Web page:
According to a recent study by Guidant Financial, the number one challenge for black business owners is a lack of capital/cash flow for their companies. On top of that, minority-owned businesses are more likely to be denied loans, according to The Minority Business Development Agency.
Here are some resources for black business owners for funding, development and growth from Fundera.com:
The National Associate for the Self-Employed
Business owners can apply for grants of up to $4,000 to use for the purchasing of technology, hiring and marketing for their companies.
Millennial Entrepreneurs Redefined
This program for millennials (ages 18 to 35) is funded by the U.S. Black Chambers Community Economic Development Corporation and is for those who "have not yet started a business but have an innovative idea, or have an emerging business with less than $10,000 in capital and/or revenue."
Accion International, started in the 1960s, is a global, non-profit, microlender that provides financing for disadvantaged peoples and also provides business advisory, investing and partnership services.
BUSINESS DEVELOPMENT PROGRAMS:
Minority Business Development Agency
The Minority Business Development Agency is part of the U.S. Department of Commerce and offers access to financing resources and funding opportunities.
Capital Pathways Program
A workshop hosted by the MBDA to educate communities of minority business owners.
8(a) Business Development Program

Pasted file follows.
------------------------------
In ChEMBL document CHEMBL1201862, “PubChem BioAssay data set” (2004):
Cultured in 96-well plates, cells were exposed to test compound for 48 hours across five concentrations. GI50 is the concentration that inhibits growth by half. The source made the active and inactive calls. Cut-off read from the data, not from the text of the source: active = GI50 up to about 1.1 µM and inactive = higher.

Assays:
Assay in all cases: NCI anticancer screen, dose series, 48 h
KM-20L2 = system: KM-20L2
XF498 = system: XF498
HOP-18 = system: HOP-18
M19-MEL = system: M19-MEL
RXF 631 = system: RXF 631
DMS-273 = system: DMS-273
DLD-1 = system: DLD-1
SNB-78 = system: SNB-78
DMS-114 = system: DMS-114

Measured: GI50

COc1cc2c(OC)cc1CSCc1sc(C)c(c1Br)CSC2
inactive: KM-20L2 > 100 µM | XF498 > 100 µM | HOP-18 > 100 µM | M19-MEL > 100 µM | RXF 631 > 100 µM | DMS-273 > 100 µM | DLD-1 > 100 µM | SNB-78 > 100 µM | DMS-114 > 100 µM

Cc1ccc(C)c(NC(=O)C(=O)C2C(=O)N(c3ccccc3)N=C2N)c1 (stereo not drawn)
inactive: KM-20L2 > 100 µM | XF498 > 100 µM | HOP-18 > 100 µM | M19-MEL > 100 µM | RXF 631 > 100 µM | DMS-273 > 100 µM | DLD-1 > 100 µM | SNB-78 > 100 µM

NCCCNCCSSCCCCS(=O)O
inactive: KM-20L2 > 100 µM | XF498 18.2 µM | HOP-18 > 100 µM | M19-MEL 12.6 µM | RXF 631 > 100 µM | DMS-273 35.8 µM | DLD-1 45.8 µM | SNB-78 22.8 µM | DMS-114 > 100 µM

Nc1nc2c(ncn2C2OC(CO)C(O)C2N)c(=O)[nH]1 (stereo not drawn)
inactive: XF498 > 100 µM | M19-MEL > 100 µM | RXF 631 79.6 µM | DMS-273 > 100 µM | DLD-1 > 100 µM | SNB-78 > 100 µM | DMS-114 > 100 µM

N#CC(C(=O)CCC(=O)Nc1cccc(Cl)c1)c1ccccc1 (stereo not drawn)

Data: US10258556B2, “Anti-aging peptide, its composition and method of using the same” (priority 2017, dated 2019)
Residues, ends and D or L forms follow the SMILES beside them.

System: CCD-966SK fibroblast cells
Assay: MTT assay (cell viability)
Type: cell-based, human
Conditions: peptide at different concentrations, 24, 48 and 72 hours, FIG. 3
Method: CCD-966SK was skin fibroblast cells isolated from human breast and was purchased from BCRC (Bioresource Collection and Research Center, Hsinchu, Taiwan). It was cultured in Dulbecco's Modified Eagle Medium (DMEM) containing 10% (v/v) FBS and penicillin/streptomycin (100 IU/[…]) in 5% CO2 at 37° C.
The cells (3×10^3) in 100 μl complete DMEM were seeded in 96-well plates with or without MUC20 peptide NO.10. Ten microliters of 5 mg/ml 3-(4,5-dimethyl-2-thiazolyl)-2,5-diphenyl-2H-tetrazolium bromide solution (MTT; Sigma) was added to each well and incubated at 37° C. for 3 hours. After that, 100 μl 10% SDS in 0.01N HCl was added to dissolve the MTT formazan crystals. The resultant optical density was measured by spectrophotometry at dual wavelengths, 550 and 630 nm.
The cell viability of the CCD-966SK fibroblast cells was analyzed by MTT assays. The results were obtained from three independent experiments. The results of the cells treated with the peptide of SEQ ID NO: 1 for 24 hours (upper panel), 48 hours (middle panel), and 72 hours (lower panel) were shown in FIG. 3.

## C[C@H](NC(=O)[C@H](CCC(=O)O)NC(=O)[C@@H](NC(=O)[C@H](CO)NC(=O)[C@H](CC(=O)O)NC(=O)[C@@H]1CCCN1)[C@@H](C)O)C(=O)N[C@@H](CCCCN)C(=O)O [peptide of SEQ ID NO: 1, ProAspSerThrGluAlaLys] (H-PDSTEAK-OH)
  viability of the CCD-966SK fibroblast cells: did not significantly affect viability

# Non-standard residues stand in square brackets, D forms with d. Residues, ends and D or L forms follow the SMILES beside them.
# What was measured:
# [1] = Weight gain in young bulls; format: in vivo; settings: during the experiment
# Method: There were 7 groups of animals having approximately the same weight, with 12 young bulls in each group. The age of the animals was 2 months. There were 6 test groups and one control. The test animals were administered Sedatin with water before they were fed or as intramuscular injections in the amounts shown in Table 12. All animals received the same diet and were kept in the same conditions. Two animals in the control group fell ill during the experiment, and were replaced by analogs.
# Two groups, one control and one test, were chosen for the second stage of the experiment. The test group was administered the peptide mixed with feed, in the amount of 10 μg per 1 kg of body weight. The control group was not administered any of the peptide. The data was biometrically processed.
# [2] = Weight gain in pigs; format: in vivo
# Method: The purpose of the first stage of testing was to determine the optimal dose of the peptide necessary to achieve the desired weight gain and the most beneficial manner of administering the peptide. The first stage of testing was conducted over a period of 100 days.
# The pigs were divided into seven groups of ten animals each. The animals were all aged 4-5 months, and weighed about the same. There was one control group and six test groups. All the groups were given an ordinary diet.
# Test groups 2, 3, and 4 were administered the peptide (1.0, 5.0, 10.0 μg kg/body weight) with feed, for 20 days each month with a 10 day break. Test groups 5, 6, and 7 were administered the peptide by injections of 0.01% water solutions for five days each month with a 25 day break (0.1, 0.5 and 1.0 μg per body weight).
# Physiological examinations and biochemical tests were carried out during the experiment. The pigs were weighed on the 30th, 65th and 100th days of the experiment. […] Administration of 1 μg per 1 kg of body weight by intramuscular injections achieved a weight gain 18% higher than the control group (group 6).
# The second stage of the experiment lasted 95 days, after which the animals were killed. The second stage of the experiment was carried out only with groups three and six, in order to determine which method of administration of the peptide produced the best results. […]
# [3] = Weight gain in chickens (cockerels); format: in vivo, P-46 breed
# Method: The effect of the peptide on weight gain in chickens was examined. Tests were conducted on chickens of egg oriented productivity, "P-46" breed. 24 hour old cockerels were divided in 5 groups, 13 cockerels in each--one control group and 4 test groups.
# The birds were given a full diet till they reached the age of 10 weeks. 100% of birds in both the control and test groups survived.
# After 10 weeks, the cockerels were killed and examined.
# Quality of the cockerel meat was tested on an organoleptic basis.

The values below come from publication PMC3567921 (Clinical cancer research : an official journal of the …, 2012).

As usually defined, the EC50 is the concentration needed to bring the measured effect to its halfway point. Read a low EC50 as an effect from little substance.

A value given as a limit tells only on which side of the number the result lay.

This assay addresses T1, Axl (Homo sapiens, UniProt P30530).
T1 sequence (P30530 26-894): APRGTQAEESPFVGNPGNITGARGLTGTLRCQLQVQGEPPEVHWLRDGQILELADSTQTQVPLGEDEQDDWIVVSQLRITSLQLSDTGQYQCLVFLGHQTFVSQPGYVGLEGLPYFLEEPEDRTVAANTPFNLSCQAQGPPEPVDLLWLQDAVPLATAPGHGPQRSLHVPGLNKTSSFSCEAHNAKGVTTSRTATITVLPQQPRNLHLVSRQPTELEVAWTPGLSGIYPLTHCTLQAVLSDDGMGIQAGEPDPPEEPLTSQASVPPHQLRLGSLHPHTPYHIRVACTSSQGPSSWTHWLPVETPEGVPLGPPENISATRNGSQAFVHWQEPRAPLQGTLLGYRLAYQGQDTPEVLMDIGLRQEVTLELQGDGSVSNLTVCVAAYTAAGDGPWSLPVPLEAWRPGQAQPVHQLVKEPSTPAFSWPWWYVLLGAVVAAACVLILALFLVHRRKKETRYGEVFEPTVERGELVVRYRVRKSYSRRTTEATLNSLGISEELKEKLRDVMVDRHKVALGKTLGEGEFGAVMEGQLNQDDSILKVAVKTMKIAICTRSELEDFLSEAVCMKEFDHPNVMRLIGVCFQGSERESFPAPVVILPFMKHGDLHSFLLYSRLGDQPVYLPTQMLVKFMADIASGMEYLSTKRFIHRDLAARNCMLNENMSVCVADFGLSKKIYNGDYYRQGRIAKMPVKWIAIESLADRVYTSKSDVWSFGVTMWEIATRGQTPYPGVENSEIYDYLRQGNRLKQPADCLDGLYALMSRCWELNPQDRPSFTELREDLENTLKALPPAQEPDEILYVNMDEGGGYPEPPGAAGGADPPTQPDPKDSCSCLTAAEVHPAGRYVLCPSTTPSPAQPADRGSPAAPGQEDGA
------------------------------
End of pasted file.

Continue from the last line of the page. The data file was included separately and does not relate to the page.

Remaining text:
Provides resources such as access to capital and financial assistance.
Small Business Empowerment Program
A 12-week program by Operation Hope for entrepreneurs and small business owners in low-income neighborhoods. Offers business training and financial counseling and lending services.
National Minority Supplier Developmental Council
Focuses on increasing opportunities for certified minority-owned businesses and operates a business development program offering financial programs and business advisory services for members.
A seven-month long program to train business owners in helping them solve business problems.
Disadvantaged Business Enterprise Program
DBE, from the Department of Transportation, protects small business owners against discrimination when trying to secure contracts in federally assisted highway, transit, airport and highway safety sectors across the nation.
National Black MBA Association
The NBMBAA is a nonprofit that provides educational and economic growth opportunities to their members.
National Minority Business Council
Provides business assistance, educational opportunities, seminars, purchasing listings and related services to hundreds of businesses across he nation.
Black Founders is a nonprofit whose goal is to increase the number of successful black entrepreneurs in the technology sector. They offer networking events, workshops, conferences, and hackathons, as well as provide black business owners with investing opportunities.
Black Women Connect
An online network that allows black women to connect with other black women entrepreneurs for jobs, business building and professional networking.
Free Legal Counsel
Bizjournals.com has shared that Miles & Stockbridge has initiated a "new effort provi $20,000 in legal counsel to some Black-owned businesses at no cost."
One of the best easy to create positive change is to start and keep having the conversation. Many people would like to talk about the impact of racism and the need for racial healing in our country, but don’t know where to start. Some worry that others won’t understand their points of view or what they say might be offensive to others. The W.K. Kellogg Foundation offers this guide that can help you begin to have a conversation, despite these very real challenges. Recognizing that talking about racism can be challenging; your goals should be to commit to creating a safe space for people to be authentic and vulnerable, and to pave the way for future conversations.